I’ve been in the recruiting business for many years. As I talk to the world’s leading recruiters and the best talent leaders, it’s clear that with few exceptions, there are three prerequisites to consistently hiring the best people for other than entry-level roles, specifically:

Rule One - You must have a great job. Whether they’re active or passive job-seekers, the best people aren’t looking for lateral transfers. So if your job descriptions are laced with hyperbole and an excess of “must haves” you won’t have a single top performer to consider.

Rule Two - You must have a great recruiter. Most candidates, whether they’re actively looking or not, emphasize what they get on Day 1 (title, location, compensation, company) as a condition to proceed. Yet, those who do proceed decide to accept a job based on what they’ll be doing during the first year, the team they’ll be working with, and what they could become if successful. To be considered great, recruiters need to convince great people to focus more on the doing and becoming, rather than opting out if what they get on Day 1 isn’t overwhelming.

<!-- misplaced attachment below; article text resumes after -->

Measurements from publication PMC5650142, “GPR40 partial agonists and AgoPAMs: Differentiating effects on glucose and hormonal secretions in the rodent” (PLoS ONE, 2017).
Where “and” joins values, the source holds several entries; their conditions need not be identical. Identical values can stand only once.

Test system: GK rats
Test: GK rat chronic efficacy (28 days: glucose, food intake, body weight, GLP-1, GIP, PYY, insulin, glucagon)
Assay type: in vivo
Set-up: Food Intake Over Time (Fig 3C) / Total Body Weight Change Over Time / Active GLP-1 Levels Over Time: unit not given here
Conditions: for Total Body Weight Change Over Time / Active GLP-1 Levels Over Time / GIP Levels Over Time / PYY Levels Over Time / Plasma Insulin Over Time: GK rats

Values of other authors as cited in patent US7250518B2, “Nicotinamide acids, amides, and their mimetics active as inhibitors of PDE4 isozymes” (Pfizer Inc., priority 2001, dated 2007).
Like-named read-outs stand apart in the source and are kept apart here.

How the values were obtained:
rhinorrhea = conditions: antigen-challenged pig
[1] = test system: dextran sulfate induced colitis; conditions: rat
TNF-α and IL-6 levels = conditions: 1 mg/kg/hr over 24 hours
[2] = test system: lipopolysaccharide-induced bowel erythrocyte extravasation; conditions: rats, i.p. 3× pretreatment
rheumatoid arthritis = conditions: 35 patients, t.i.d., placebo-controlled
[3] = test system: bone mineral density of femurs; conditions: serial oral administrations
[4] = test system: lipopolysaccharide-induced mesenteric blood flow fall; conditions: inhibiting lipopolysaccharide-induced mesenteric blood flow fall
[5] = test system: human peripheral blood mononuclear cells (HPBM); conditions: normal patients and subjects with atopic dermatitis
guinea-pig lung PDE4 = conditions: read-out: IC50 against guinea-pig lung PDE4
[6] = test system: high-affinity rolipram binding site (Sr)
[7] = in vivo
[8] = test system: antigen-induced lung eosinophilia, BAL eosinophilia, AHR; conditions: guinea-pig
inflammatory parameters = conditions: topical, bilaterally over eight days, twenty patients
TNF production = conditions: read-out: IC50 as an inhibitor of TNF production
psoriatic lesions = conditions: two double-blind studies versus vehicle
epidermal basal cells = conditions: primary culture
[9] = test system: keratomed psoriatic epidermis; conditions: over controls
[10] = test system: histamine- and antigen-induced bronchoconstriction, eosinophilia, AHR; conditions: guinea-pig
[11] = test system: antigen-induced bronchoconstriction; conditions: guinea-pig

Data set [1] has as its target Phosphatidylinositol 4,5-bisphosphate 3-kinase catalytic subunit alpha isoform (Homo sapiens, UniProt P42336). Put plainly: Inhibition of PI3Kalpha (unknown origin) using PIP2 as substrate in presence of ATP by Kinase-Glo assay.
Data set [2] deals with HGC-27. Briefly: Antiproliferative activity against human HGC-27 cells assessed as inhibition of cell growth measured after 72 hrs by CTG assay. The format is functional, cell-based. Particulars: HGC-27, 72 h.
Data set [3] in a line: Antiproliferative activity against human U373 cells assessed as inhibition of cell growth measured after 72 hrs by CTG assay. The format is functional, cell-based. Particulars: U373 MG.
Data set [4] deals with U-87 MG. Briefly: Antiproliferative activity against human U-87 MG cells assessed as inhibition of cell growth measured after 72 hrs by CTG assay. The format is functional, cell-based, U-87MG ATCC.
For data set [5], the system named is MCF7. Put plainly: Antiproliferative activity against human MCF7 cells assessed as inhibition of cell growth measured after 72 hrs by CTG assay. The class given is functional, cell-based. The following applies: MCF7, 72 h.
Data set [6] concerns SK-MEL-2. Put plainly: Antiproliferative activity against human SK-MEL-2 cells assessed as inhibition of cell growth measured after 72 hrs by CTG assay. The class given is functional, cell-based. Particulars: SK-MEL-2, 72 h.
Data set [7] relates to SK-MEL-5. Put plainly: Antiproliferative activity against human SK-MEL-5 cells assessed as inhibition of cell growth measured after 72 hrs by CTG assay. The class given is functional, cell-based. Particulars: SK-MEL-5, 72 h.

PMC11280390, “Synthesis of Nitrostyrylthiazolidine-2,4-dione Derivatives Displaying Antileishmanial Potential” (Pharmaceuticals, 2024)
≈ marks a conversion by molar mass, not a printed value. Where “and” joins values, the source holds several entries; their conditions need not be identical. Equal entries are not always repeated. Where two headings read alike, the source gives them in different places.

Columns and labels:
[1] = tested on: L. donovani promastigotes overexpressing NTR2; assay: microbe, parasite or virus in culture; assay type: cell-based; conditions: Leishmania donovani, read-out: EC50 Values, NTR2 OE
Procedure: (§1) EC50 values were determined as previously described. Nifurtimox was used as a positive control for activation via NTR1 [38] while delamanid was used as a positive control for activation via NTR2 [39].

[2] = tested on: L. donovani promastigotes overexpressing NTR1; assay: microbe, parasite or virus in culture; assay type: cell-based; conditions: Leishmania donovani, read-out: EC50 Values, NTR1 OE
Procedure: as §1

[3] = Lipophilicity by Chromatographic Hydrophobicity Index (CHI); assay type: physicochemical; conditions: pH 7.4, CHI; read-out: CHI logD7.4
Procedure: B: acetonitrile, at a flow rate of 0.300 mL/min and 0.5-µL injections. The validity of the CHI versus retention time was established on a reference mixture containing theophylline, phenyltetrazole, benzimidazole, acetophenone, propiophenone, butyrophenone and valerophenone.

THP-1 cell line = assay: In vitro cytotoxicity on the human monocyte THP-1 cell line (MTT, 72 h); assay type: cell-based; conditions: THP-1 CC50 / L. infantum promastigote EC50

Rule Three - You must have a great hiring manager. It’s commonly assumed that managers hire people just like themselves. If so, it explains why they find it difficult to hire diverse candidates or people stronger then themselves. However, there’s an opposite effect that’s rarely considered: the best people want to work for the best managers. They also don’t want to work for managers less competent then them. This is the likely reason managers can’t hire people stronger themselves, not that they don’t want the competition.

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